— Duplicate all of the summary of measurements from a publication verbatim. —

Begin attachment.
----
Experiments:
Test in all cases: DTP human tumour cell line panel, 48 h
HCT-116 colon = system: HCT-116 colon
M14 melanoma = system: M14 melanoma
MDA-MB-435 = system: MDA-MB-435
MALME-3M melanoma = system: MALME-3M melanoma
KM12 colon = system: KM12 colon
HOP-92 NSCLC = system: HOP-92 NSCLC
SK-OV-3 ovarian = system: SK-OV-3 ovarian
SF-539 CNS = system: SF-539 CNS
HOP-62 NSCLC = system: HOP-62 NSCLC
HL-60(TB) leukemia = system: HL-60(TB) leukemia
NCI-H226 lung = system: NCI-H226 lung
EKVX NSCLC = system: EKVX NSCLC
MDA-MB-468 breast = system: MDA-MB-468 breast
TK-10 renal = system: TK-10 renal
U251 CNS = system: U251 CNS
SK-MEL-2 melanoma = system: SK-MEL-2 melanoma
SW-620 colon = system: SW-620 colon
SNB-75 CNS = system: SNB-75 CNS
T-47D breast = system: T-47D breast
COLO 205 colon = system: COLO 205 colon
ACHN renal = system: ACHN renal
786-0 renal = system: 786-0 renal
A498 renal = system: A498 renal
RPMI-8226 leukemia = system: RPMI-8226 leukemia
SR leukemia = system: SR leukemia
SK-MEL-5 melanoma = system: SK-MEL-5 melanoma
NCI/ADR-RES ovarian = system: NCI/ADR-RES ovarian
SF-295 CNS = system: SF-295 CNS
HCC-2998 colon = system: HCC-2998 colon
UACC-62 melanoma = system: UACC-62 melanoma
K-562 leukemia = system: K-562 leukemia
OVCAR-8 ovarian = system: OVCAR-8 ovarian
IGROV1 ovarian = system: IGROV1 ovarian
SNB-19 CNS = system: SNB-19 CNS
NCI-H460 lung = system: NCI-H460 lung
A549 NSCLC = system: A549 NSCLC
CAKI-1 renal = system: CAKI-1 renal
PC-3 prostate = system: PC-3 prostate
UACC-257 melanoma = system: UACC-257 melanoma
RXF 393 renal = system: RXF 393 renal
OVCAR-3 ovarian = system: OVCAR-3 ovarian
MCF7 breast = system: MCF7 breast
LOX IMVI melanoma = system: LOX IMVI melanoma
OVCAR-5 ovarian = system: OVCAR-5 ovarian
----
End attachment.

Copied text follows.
Experiments:
Test in all cases: DTP human tumour cell line panel, 48 h
HCT-116 colon = system: HCT-116 colon
M14 melanoma = system: M14 melanoma
MDA-MB-435 = system: MDA-MB-435
MALME-3M melanoma = system: MALME-3M melanoma
KM12 colon = system: KM12 colon
HOP-92 NSCLC = system: HOP-92 NSCLC
SK-OV-3 ovarian = system: SK-OV-3 ovarian
SF-539 CNS = system: SF-539 CNS
HOP-62 NSCLC = system: HOP-62 NSCLC
HL-60(TB) leukemia = system: HL-60(TB) leukemia
NCI-H226 lung = system: NCI-H226 lung
EKVX NSCLC = system: EKVX NSCLC
MDA-MB-468 breast = system: MDA-MB-468 breast
TK-10 renal = system: TK-10 renal
U251 CNS = system: U251 CNS
SK-MEL-2 melanoma = system: SK-MEL-2 melanoma
SW-620 colon = system: SW-620 colon
SNB-75 CNS = system: SNB-75 CNS
T-47D breast = system: T-47D breast
COLO 205 colon = system: COLO 205 colon
ACHN renal = system: ACHN renal
786-0 renal = system: 786-0 renal
A498 renal = system: A498 renal
RPMI-8226 leukemia = system: RPMI-8226 leukemia
SR leukemia = system: SR leukemia
SK-MEL-5 melanoma = system: SK-MEL-5 melanoma
NCI/ADR-RES ovarian = system: NCI/ADR-RES ovarian
SF-295 CNS = system: SF-295 CNS
HCC-2998 colon = system: HCC-2998 colon
UACC-62 melanoma = system: UACC-62 melanoma
K-562 leukemia = system: K-562 leukemia
OVCAR-8 ovarian = system: OVCAR-8 ovarian
IGROV1 ovarian = system: IGROV1 ovarian
SNB-19 CNS = system: SNB-19 CNS
NCI-H460 lung = system: NCI-H460 lung
A549 NSCLC = system: A549 NSCLC
CAKI-1 renal = system: CAKI-1 renal
PC-3 prostate = system: PC-3 prostate
UACC-257 melanoma = system: UACC-257 melanoma
RXF 393 renal = system: RXF 393 renal
OVCAR-3 ovarian = system: OVCAR-3 ovarian
MCF7 breast = system: MCF7 breast
LOX IMVI melanoma = system: LOX IMVI melanoma
OVCAR-5 ovarian = system: OVCAR-5 ovarian